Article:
• Bird Brain Solid Fuel Gel – comes in a 6 pack of single use cans with a metal ring adapter, was developed by Bird Brain and Sterno, the adapter replaces the stainless steel cup. UNFORTUNATELY, this is no longer available. Please see our blog on Get Your Bird Brain Firepot Back To Work.
  • Windflame FlameGuard – uses a can, shield, and wick assembly to replace the cup, uses bottled liquid bio-alcohol as the fuel
  • Pacific Decor 2 Hour Fuel Can – Single use can of liquid fuel gel, drop it into the stainless steel fuel cup provided with the firepot, light it and it burns for about 2 hours
  • Evergreen’s Organica Fuel and Media – A liquid fuel that won’t burn unless it has its media wick, safe and easy to use for all size stainless steel reservoirs.
  • patioglo – TBA

As always with ANY type of fuel, observe and heed label warnings and directions for safe and efficient use of the product.


All of these were a long time coming, as the developers wanted to ensure their offering was acceptable to CPSC (Consumer Product Safety Commission), and each took their own path to that end. All of them are deemed Green energy fuels, clean burning with no soot or cleanup, and no hazardous fumes. And all, in some way, are safer than the circumstances than resulted in the voluntary recall.


Sterno/Bird Brain Solid Fuel Gel Retail Six Pack
The Bird Brain Solid Fuel Gel was developed by them and Sterno, and is manufactured by Sterno. The flame burns higher than the familiar Sterno, but at a lower temperature, to preserve the ambience of the liquid fuel gel. The fuel is sold as a 6-pack of the gel, plus a ring adapter and a can removal tool.

The ring adapter replaces the fuel cup, and does not fit their firepots with the smaller 2 inch diameter cups or the larger 3 inch cups. The inner flanges are bent down and made to conform to the inside of the firepot. The single use can is opened, placed in the ring adapter, and lit. The single use cans burn for about 90 minutes each, depending on conditions of course, so the retail six-pack will burn a little longer than the liquid gel 32 oz. bottle did, and pricing is about the same.

The ring adapter fits the Bird Brain 2.5 inch firepots cup hole snugly, with very little wiggle room. For the Windflame and patioglo firepots with their 2.75 inch holes, this method will also work, though with an extra 1/8 inch on either side there is a little more wiggle room, but the fuel gel can is steady when placed in it, so this is a usable fuel for most of those firepots as well as the Bird Brain’s.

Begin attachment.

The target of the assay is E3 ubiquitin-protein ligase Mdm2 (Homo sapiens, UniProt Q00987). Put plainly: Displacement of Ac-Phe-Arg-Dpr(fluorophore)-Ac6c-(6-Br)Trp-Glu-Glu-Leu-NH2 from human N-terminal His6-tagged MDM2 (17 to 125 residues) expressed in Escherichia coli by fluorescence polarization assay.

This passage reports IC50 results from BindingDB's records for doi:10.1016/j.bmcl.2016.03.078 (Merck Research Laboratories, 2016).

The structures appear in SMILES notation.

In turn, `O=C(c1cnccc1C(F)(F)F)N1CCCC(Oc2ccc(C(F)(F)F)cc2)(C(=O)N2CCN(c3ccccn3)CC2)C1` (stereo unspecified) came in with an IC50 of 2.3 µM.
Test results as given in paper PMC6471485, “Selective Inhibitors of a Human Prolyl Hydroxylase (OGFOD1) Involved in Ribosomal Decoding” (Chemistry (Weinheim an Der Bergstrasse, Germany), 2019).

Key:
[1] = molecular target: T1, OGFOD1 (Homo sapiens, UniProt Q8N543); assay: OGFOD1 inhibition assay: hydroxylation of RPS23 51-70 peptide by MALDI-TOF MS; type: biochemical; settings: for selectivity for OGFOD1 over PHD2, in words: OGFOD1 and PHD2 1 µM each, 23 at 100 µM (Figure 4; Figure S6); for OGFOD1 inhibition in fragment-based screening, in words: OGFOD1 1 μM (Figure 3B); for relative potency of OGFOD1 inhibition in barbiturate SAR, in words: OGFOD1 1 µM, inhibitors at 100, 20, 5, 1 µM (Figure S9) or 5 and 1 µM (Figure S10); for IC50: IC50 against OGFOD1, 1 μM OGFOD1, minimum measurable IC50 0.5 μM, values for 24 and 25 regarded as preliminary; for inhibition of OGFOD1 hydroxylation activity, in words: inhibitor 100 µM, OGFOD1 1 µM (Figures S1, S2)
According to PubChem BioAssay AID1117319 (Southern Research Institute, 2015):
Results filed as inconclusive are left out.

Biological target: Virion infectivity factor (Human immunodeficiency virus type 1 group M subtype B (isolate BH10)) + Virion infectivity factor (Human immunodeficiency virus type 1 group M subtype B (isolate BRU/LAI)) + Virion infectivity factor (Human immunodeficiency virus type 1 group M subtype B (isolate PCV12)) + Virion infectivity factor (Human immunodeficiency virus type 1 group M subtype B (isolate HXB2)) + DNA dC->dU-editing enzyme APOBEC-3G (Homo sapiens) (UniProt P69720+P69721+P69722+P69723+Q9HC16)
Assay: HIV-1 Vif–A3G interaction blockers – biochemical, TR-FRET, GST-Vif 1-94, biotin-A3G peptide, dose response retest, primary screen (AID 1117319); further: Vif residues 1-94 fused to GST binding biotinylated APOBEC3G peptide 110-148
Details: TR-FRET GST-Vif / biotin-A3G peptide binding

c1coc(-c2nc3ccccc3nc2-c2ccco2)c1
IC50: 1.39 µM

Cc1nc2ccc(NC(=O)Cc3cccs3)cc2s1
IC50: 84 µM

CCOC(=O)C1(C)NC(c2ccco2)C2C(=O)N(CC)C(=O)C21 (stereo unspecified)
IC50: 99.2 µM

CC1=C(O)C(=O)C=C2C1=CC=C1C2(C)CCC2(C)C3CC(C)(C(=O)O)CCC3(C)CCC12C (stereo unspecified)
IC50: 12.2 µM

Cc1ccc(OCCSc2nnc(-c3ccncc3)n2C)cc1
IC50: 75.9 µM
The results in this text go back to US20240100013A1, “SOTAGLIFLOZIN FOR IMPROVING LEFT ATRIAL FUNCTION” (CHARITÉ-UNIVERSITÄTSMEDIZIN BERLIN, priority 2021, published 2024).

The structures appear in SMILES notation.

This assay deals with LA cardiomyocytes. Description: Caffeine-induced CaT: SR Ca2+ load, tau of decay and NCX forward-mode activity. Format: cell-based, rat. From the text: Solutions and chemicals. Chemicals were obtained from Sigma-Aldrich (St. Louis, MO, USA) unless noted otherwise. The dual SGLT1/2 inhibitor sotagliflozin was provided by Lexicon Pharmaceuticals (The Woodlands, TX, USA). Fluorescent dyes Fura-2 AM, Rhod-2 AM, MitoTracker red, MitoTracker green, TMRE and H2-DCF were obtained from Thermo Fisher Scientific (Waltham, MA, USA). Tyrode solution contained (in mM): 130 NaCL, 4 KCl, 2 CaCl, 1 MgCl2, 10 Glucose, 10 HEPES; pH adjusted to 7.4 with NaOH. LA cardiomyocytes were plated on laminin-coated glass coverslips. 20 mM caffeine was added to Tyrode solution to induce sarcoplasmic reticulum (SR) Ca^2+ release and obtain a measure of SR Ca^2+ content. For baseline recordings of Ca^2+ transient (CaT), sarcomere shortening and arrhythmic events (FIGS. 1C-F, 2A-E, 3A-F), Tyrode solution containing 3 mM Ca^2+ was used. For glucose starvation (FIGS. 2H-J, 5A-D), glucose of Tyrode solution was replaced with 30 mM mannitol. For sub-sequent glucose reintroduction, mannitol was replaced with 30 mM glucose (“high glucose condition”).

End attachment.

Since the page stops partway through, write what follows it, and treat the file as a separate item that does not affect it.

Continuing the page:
Bird Brain is supposed to have the resolution for the smaller 2 inch diameters sometime in January, but so far nothing has been announced.

The 6 packs are available in our CreekTreeUSA store.


Bird Brain Solid Fuel Gel in use
Pacific Decor 2 Hour Single Use Fuel Gel
This is a 2 Hour Single Use Gel from Pacific Decor, the 3.2 x 2.2 inch can sits in the stainless steel cup instead of on any kind of adapter, it’s 2.2 inch diameter is just about the right size for most firepot’s stainless steel cup. This is too large for the Bird Brain 2 inch cups, so you can’t use it there (though there’s nothing to keep you from pouring the fuel into the reservoir, except that defeats the purpose of the Single Use Can). It comes in regular and also citronella which can be used outside to help deter hungry mosquitoes and the like.

Pricing may be slightly higher than the others, but the convenience would outweigh that, plus each can burns about 25% longer than the Bird Brain Solid Fuel Gel. Pacific Decor touts this as:

  • Mesmerizing, robust, high dancing Yellow Flames
  • Odorless, smokeless, non-toxic, ,Clean burning
  • Environmentally friendly, disposable no refill can
  • Convenience of no pouring, no mess, no clean up
  • Safety as a single use can eliminates refill hazards
  • Flamepot stays much cooler and flame burns cooler

3/5/2012 – Our shipment of this item has arrived, and is now available in our CreekTreeUSA store